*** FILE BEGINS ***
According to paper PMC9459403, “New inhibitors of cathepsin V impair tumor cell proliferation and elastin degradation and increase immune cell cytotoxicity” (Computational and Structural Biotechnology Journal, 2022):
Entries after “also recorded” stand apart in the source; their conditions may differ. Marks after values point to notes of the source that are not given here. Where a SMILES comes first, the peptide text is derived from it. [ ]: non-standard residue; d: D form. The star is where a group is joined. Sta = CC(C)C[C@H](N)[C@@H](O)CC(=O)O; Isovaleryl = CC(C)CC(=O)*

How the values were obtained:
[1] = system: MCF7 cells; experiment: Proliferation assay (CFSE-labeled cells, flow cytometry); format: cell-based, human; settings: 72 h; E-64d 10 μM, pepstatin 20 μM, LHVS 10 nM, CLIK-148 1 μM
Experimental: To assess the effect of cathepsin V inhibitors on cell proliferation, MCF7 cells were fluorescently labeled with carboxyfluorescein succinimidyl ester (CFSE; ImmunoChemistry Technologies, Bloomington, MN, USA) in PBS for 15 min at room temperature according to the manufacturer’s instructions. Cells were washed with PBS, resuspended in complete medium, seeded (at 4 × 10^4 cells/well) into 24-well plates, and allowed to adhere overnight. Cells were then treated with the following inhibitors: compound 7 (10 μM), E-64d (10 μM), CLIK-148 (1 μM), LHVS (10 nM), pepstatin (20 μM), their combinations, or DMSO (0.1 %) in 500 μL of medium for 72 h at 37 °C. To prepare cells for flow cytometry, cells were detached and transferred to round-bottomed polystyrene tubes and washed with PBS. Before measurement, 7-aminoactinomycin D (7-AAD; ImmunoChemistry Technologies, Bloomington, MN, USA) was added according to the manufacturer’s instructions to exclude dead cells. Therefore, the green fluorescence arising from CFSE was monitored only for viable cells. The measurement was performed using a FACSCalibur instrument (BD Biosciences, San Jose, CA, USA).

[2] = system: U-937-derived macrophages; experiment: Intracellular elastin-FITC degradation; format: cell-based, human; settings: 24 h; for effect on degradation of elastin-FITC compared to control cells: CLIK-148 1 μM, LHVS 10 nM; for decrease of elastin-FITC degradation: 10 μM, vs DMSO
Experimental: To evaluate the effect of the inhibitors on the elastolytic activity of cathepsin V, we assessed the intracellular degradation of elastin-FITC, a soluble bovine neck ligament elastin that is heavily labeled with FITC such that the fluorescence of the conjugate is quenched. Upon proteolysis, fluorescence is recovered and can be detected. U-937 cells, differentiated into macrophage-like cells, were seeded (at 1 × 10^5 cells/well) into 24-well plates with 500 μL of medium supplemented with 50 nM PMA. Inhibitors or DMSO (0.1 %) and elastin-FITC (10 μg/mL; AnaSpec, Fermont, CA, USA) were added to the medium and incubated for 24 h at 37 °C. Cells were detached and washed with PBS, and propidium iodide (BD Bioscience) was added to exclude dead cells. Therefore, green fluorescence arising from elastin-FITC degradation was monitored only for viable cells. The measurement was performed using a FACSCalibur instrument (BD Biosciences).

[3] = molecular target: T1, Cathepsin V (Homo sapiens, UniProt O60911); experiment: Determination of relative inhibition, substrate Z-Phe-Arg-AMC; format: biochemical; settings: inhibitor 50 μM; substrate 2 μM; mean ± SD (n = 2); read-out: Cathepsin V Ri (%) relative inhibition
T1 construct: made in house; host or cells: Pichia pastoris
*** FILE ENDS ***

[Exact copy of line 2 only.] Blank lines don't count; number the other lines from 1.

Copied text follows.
Entries after “also recorded” stand apart in the source; their conditions may differ. Marks after values point to notes of the source that are not given here. Where a SMILES comes first, the peptide text is derived from it. [ ]: non-standard residue; d: D form. The star is where a group is joined. Sta = CC(C)C[C@H](N)[C@@H](O)CC(=O)O; Isovaleryl = CC(C)CC(=O)*